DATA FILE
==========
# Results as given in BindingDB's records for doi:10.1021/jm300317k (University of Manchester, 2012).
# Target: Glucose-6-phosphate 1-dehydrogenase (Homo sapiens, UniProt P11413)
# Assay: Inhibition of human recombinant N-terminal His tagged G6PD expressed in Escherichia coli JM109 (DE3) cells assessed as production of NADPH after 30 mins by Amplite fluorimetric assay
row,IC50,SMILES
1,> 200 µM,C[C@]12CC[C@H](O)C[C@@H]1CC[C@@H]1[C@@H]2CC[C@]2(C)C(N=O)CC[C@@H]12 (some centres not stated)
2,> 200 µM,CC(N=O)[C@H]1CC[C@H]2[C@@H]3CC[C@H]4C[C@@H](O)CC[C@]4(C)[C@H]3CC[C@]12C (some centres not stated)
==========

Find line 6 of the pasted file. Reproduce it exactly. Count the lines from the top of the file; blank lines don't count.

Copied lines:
2,> 200 µM,CC(N=O)[C@H]1CC[C@H]2[C@@H]3CC[C@H]4C[C@@H](O)CC[C@]4(C)[C@H]3CC[C@]12C (some centres not stated)